Unfortunately there are only two arenas available at launch, each so similar to each other and there are no meaningful way to communicate with your teammates. There are no friends list, no local-play and no way to invite players. To make matters worse, there is no punishment to players who quit midway through a match thus there is no incentive to play through the game when the match isn’t going your way.
Practice mode allows you to challenge bots but other than that, you’ll be queuing in a 3vs3 with unknown people or fighting bots with two random players at your side. During my time, I encountered numerous bugs which caused my game to freeze, and my progress was lost after two hours in which I had to start over. The character skins I unlocked and the loot, was lost. The RPG element is what kept me going in this game, and losing my progress was insulting.
When a match starts, each team begins with 500 points. Capture points are spread across the map which causes the opposing team to lose point if they are captured by the opposite team. The match ends when the opposite team has zero points left and each match lasts around 5-10 minutes. There are no lanes nor creeps, so there isn’t really any strategy involved besides ganging up on the nearest enemy trying to take them out.
The atmosphere of The Witcher Battle Arena does right with brining the feel of The Witcher to the small screen by recreating its characters and music but its frequent technical issues and lacklustre gameplay does little to keep the player engaged.
When playing the original Resident Evil back in 1996, it didn’t feel like a game – it felt like an experience. Back then, obtaining a walkthrough wasn’t as accessible as it is today. You had to exchange details and secrets with friends, revealing hidden items, solving puzzles together and most of those details were accurate.
The scares, the puzzles, the atmosphere of the Spencer Mansion still has that eerie feel to it as it did in 1996 and the 2002 Gamecube remake. This HD Remaster is basically a frame-by-frame remake of the Gamecube version keeping all of what made it great but also dragging along some of its problems.
For those whose memory is still fresh from the 2002 remake, might feel slightly disappointed. Even though the remake expanded on the gameplay and updated the visuals, it requires you to solve the same puzzles, surrounds you with the same locations and has the exact same “jump scare” moments.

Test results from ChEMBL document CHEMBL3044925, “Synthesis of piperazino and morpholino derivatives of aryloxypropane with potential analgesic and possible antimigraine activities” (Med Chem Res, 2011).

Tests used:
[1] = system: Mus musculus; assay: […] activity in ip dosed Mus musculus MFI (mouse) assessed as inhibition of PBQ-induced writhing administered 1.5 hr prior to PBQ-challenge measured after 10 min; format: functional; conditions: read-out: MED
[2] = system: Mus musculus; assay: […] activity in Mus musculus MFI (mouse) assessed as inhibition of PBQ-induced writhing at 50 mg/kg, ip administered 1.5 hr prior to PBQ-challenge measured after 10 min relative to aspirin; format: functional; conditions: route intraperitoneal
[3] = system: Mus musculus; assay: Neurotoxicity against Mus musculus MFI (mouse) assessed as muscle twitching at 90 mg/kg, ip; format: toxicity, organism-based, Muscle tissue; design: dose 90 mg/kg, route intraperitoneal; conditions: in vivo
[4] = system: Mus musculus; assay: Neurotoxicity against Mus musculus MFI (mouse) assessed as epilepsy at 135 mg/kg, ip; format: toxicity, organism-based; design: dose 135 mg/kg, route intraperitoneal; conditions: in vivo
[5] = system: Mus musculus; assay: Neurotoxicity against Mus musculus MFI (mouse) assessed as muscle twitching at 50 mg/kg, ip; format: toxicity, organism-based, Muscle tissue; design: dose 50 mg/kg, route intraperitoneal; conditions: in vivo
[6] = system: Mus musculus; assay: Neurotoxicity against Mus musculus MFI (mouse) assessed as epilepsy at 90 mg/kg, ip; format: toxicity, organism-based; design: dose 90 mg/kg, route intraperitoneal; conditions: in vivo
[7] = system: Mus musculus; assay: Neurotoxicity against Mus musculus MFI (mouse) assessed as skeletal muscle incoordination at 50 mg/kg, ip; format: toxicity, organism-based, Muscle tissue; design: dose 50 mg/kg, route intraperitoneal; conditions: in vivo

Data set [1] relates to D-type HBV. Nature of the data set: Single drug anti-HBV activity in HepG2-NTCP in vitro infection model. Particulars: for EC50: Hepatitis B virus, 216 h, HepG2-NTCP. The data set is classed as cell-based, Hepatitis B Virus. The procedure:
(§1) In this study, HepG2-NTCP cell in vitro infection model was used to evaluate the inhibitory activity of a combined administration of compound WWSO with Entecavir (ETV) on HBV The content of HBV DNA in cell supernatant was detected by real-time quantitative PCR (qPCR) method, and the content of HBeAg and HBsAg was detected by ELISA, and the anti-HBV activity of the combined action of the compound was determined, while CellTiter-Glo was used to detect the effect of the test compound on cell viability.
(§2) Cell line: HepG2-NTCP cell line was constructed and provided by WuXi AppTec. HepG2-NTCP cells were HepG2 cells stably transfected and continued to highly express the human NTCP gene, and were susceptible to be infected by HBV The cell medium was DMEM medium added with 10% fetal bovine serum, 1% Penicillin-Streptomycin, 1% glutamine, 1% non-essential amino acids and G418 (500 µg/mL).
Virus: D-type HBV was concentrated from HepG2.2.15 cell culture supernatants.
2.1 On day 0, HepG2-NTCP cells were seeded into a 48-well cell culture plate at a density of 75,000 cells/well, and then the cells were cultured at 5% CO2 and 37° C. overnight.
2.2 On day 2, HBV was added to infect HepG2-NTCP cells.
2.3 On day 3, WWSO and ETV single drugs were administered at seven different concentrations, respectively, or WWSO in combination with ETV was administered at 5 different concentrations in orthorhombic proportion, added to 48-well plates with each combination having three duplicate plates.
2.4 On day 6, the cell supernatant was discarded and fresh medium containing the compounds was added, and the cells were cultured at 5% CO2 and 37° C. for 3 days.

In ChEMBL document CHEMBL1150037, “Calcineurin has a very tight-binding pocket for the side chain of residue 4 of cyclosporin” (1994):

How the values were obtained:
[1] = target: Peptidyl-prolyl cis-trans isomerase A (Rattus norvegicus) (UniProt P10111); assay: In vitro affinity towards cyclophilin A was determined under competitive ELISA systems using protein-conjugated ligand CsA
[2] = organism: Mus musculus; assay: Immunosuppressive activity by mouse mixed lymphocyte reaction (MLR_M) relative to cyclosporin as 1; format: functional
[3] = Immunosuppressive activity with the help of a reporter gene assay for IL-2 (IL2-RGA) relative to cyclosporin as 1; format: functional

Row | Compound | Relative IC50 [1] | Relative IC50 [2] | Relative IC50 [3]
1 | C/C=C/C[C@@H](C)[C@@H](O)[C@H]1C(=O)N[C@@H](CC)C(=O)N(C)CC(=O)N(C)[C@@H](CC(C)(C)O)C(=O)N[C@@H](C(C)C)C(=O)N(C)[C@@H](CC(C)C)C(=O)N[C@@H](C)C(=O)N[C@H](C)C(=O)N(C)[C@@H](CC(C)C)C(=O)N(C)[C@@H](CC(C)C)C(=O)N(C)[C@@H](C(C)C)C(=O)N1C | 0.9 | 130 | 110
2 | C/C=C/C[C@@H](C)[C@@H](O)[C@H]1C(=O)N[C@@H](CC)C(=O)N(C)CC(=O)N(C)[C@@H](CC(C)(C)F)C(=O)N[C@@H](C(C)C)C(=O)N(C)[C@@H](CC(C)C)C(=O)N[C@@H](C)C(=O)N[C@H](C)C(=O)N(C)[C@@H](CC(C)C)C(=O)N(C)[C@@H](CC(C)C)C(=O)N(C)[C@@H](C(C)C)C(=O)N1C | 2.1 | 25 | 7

But that is not necessarily a bad thing. That nostalgic feel when the dogs crash through the windows still gave me a jolt in my seat, reminding me why those moments are one of the most iconic in the history of gaming.
Some might feel annoyed by the fixed camera angles but it’s what made Resident Evil feel so cinematic. New players will feel disorientated when running forward and suddenly having the camera angle change on them while trying to avoid a giant snake but I was on the edge of my seat when cornered, trying to fight off two zombies at the end of a hallway. Those moments remind me what made Resident Evil such an classic horror game.
From the start, you can play as either Jill Valentine or Chris Redfield who are members of the special ops force called S.T.A.R.S. Each character has a different story and locations to explore, yet they are set in the same mansion. Each playthrough will take you around 12-15 hours, depending on your difficulty level and it’s worth playing through each character for those extra unlockables.
The limited inventory can be annoying as you waste time on countless occasions, juggling items from your stash to your inventory and vice versa. The loading screens between each room are still the same door-opening animation from the original which might turn away many players as each loading screen can take up to 5 seconds no matter which platform you play it on.
Even though some of the annoyances from the original and the 2002 remake remains, there is no doubt that Capcom did a great job in recreating that tense feeling while updating its visuals and the overall feel for newer audiences. Resident Evil relies on its atmosphere and this HD Remaster definitely recaptures that which made the original game such a classic.
Whether you are a Resident Evil veteran or a newcomer, there is no doubt that every survival horror fan will enjoy this classical remake.